It’s noon on a weekday and the town’s fast-casual hot spot is hopping, with customers lined up past the front doors. When the manager sees the massive crowd, one question comes rushing to his mind: How can we keep all of these patrons at our restaurant?
National news headlines have recently been peppered with stories of quick-serve customers behaving badly and employees keeping their cool. From last year’s video of a Chick-fil-A drive-thru employee smartly handling an irate customer to this year’s story of a Dairy Queen crewmember who stood up to a woman after she took money from a blind man, quick-serve employees have been thrust into the national spotlight by offering shining examples of good customer service.
Since the advent of the modern quick-service drive thru—some would say in the early 1970s, though the idea of a pick-up window has been around for much longer—operators have tinkered with the nuts and bolts to create a drive thru that is as fast, efficient, and pleasant as possible. Innovations throughout the years, from wireless headsets and order-confirmation boards to dual lanes and pre-sell signage, have created a better drive thru capable of handling the 60–70 percent of business that now loops the exterior of most quick-service restaurants.
Though breakfast is nothing new for Chick-fil-A—the chicken chain introduced the daypart nearly 30 years ago—major success in the breakfast daypart has largely been limited to the markets that public relations manager Mark Baldwin calls the “biscuit belt.”
According to www.colgate.com, it has been estimated that 9–15 percent of Americans avoid seeing the dentist because of anxiety and fear. That's about 30–40 million people.
Local Maitland, Florida, resident, Linda Vail, is one of these people. A bad experience at a dentist office as a kid was the root of her fear.
The list of the fastest-growing retailers this year tells a story of consumers’ growing affinity for fast-fashion, specialty grocery items, and apparel. STORES Hot 100 Retailers list, published annually in the August issue of STORES magazine, consists of retail companies that reported the greatest increase in domestic sales between 2011 and 2012. All public and private companies with more than $300 million in sales were eligible for the list, which was compiled by Kantar Retail.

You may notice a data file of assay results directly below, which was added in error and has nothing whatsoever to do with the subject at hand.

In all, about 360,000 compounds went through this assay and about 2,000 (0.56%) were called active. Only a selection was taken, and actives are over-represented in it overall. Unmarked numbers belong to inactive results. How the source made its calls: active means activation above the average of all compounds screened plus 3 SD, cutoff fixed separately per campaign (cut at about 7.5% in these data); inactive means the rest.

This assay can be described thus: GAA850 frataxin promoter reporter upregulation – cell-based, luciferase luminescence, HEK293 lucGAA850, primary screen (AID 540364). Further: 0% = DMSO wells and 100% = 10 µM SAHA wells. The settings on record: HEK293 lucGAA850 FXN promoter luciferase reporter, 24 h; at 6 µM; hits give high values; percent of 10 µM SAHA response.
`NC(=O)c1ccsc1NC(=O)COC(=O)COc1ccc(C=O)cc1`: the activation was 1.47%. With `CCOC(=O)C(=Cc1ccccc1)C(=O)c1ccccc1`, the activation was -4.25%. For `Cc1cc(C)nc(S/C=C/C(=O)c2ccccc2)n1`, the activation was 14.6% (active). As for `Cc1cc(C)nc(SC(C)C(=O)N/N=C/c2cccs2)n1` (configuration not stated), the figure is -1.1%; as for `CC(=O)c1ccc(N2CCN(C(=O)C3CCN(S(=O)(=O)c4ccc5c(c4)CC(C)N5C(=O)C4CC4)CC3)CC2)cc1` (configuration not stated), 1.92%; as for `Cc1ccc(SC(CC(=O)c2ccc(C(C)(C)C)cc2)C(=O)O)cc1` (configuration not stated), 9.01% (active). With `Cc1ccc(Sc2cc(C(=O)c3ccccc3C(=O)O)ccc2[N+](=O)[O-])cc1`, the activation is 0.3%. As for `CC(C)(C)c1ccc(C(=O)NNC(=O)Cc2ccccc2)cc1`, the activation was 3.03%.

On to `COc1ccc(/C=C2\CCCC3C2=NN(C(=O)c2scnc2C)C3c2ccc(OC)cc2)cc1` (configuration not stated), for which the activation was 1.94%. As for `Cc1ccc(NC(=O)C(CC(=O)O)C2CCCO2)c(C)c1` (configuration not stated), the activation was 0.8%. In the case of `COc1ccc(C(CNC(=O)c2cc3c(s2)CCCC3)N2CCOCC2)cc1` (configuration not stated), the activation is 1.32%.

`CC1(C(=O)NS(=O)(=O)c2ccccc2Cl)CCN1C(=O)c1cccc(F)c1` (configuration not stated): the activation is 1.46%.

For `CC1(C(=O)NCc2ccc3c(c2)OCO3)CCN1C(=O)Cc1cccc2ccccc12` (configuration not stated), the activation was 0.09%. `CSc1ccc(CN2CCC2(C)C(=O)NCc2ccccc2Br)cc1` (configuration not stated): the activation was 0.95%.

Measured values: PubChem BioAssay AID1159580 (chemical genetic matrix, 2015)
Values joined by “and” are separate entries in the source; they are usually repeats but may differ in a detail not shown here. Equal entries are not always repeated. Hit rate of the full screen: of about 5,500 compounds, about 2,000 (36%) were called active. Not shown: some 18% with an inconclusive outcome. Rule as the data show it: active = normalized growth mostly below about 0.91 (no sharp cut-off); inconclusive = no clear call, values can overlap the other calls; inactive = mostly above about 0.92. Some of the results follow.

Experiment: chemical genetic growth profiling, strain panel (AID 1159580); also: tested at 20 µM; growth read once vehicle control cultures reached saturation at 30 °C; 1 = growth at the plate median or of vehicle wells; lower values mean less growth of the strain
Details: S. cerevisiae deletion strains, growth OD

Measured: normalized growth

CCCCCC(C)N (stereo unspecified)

Chocolate enthusiasts and coffee drinkers are invited to escape the summer heat and re“treat” to Chick-fil-A beginning August 5, as the company launches its newest limited-time flavor milkshake, Mocha Cookies & Cream.
Travelers at Dayton International Airport will soon discover a new Starbucks and Chick-fil-A before taking off on a flight. These additions, as well as further enhancements, are a result of a newly approved lease extension agreement between global restaurateur HMSHost and the airport. The new agreement extends the partnership between the Dayton International Airport and HMSHost through 2020.
The quick-service industry is feeding consumers an experience worth an encore—in some cases, at least.
According to a recent study by customer experience firm Temkin Group, the industry ranked second among 19 for highest customer-experience ratings. In addition, the industry’s average rating jumped 2 percentage points this year over last to more than 76 percent.
Bruce Temkin, managing partner of Temkin Group, says the high scores are fueled largely by consumers’ expectations: quality food with a minimal wait and an accurate order the first time around.